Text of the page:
A good portion of my summers were spent at my grandmother’s house in Waverly, Missouri: the sleepiest of river towns. Growing up in The Wave in the late 80s & early 90s was both tedious and terrific. There wasn’t a whole lot going on for the most part, so we tasked ourselves with administering adventure. It was that or literally sweat to death in a habitually humdrum and humid climate. There was no movie theater and no arcade. We didn’t have fast food or a concert hall. No proper video store to speak of. We had a tiny mom-and-pop-one-stop that happened to have some movies for rent, but good luck finding the weird slashers I was after. On the same side of town there was (and still is) a Casey’s General Store and on the other end an amazing baseball field. The lack of easy external stimuli led to some less than ideal ideas about how to kill time between Batman and Tiny Toons. After my cartoons with crackers and lemon-lime soda I would head to the holler* across the street to my fort. My secret sanctuary was comprised of miscellaneous tree limbs and trunks that had fallen down the autumn before. For the rest of the day until my parents picked me up, I would swashbuckle and stick-slash my way around the growing grass with the squirrels and birds. The holler was connected to several other ones in the town by gravel roads, which allowed my tree-dwelling brethren and me to roam the city unaffected by lights and asphalt.
Every once in a while we would sneak our heads out of the brush by the city water plant and see what was happening at the marina. If nothing caught my eye I’d say goodbye to my group and cruise on over to the tracks a little farther downriver to see if my penny was flattened yet…or if the train had derailed because of it. If I was really feeling lucky I would venture to the backside of the elementary school and go into the forbidden zone. I don’t know if it really was dangerous, but all of the kids on that side of town said some freaky shit went down after dark. Even though it looked just like any other dell in the area, I was only ever brave enough to wander the edge of the zone that bordered my buddy’s back yard. The hill leading down to it had a rad terrace about half way, though. That was prime BMX jumping there. Ask my buddy CB about that one; I bet his neck still hurts from that epic flip.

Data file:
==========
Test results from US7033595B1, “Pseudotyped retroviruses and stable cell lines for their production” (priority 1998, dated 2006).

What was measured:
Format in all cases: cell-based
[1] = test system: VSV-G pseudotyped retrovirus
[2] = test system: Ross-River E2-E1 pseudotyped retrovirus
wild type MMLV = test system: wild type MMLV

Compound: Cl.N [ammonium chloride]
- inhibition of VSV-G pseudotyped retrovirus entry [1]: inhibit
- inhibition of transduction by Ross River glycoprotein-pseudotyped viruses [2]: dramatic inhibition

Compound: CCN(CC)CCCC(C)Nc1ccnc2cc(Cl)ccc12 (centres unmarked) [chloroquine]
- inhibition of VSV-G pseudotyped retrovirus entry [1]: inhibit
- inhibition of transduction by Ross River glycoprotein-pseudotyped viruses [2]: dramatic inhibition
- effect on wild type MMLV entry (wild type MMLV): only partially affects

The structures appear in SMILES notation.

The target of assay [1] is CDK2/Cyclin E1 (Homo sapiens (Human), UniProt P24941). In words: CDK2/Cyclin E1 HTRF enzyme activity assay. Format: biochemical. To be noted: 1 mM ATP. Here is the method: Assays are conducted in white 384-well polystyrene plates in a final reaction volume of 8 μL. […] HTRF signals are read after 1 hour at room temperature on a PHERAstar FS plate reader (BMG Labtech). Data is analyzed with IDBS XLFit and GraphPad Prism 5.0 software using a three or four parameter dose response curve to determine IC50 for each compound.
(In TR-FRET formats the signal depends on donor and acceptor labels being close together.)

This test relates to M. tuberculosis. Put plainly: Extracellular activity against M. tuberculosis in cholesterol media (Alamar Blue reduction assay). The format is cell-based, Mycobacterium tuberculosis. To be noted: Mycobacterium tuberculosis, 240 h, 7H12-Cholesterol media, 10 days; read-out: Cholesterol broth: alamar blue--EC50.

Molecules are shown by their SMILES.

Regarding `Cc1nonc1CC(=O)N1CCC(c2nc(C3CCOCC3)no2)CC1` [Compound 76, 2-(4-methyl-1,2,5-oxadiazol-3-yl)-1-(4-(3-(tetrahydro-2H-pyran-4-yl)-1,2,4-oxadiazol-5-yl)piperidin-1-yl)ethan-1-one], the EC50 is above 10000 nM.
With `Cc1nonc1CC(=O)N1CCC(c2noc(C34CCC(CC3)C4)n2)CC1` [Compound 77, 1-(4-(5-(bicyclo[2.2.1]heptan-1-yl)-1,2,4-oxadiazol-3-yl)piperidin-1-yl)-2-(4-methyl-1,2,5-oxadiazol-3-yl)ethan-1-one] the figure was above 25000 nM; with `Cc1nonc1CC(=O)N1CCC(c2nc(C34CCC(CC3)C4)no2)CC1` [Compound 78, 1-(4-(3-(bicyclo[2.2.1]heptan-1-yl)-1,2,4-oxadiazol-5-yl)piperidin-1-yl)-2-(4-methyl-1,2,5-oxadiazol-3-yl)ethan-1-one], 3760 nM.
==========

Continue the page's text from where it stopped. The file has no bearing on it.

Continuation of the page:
I wasn’t totally by myself all of the time. I did have a group of friends that got together to play Sega pretty regularly. We all seemed to favor the Twins’s house. It was a perfect central location, and they had a fantastic basement that we could all stay cool in. Many a days were spent battling Dr. Robotnik (now Eggman, I guess?) in between sliding matches on the linoleum floor. We would spend our weekends at each other’s houses, as well. One night would be at my house across town on Commercial Street, the next at one of theirs. Sometimes we would alter the cast of the slumber party; depending on who had a family thing that weekend, or what town the game was in that night.
When we could go outside, it was baseball time. Everyone played baseball in Waverly growing up. It didn’t matter who you were or what part of the county you were from. We spit, dug and swung until we couldn’t see anymore. Even with the lights on. When the grownups told us it was too late and the mosquitoes were too fierce to play, it was back to the basement to save the princess or collect more Chaos Emeralds.
It was different in those days. The dangers were there, but we didn’t know it; nor did we care. We were free to grab our bikes and tootle the town at our leisure, with no threat to think of. Everybody left their doors unlocked and their windows open. No fear…Good god. Now I’ve seen so many murder documentaries and horror stories about kidnappings and sex slavery, that I do at least three perimeter checks before I finally lay down at night.
We were lucky, uninhibited and full of imagination.
How the hell are we still alive?
*holler – Southern slang for “Hollow” – A low, wooded area.
Thanks to Amy Woody for help with editing.
Thanks to Jeffrey Kyle Crutchfield for help with editing and proper footnote placement.
Feature photo: bridgehunter.com